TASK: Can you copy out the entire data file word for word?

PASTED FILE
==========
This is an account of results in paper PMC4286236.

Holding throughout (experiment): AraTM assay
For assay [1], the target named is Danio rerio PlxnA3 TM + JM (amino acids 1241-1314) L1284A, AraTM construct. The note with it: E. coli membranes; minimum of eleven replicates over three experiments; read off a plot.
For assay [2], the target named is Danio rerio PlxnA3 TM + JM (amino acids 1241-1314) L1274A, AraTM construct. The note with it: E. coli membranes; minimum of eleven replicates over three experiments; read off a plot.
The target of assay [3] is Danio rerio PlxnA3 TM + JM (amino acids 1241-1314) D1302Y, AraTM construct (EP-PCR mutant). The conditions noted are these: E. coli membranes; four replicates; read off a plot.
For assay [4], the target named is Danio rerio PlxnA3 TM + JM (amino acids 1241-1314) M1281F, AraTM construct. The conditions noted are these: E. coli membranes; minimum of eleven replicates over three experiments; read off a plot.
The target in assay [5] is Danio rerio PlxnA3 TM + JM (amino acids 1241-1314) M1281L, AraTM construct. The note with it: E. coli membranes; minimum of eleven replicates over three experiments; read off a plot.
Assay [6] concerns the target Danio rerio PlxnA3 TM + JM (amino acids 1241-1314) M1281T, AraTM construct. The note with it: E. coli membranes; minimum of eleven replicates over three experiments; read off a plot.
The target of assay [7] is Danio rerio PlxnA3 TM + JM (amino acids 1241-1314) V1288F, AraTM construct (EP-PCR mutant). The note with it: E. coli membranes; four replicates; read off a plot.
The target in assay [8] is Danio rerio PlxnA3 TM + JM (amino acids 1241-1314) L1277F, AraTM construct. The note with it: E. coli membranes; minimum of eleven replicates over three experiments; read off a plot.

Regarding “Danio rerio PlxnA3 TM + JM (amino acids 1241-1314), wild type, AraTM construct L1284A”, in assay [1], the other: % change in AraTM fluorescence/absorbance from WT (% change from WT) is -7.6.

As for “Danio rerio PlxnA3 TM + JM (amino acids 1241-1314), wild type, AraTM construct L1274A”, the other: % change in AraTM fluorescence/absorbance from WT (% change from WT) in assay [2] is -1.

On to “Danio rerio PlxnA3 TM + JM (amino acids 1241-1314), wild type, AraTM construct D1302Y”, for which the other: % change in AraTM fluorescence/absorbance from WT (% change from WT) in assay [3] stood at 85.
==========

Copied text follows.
This is an account of results in paper PMC4286236.

Holding throughout (experiment): AraTM assay
For assay [1], the target named is Danio rerio PlxnA3 TM + JM (amino acids 1241-1314) L1284A, AraTM construct. The note with it: E. coli membranes; minimum of eleven replicates over three experiments; read off a plot.
For assay [2], the target named is Danio rerio PlxnA3 TM + JM (amino acids 1241-1314) L1274A, AraTM construct. The note with it: E. coli membranes; minimum of eleven replicates over three experiments; read off a plot.
The target of assay [3] is Danio rerio PlxnA3 TM + JM (amino acids 1241-1314) D1302Y, AraTM construct (EP-PCR mutant). The conditions noted are these: E. coli membranes; four replicates; read off a plot.
For assay [4], the target named is Danio rerio PlxnA3 TM + JM (amino acids 1241-1314) M1281F, AraTM construct. The conditions noted are these: E. coli membranes; minimum of eleven replicates over three experiments; read off a plot.
The target in assay [5] is Danio rerio PlxnA3 TM + JM (amino acids 1241-1314) M1281L, AraTM construct. The note with it: E. coli membranes; minimum of eleven replicates over three experiments; read off a plot.
Assay [6] concerns the target Danio rerio PlxnA3 TM + JM (amino acids 1241-1314) M1281T, AraTM construct. The note with it: E. coli membranes; minimum of eleven replicates over three experiments; read off a plot.
The target of assay [7] is Danio rerio PlxnA3 TM + JM (amino acids 1241-1314) V1288F, AraTM construct (EP-PCR mutant). The note with it: E. coli membranes; four replicates; read off a plot.
The target in assay [8] is Danio rerio PlxnA3 TM + JM (amino acids 1241-1314) L1277F, AraTM construct. The note with it: E. coli membranes; minimum of eleven replicates over three experiments; read off a plot.

Regarding “Danio rerio PlxnA3 TM + JM (amino acids 1241-1314), wild type, AraTM construct L1284A”, in assay [1], the other: % change in AraTM fluorescence/absorbance from WT (% change from WT) is -7.6.

As for “Danio rerio PlxnA3 TM + JM (amino acids 1241-1314), wild type, AraTM construct L1274A”, the other: % change in AraTM fluorescence/absorbance from WT (% change from WT) in assay [2] is -1.

On to “Danio rerio PlxnA3 TM + JM (amino acids 1241-1314), wild type, AraTM construct D1302Y”, for which the other: % change in AraTM fluorescence/absorbance from WT (% change from WT) in assay [3] stood at 85.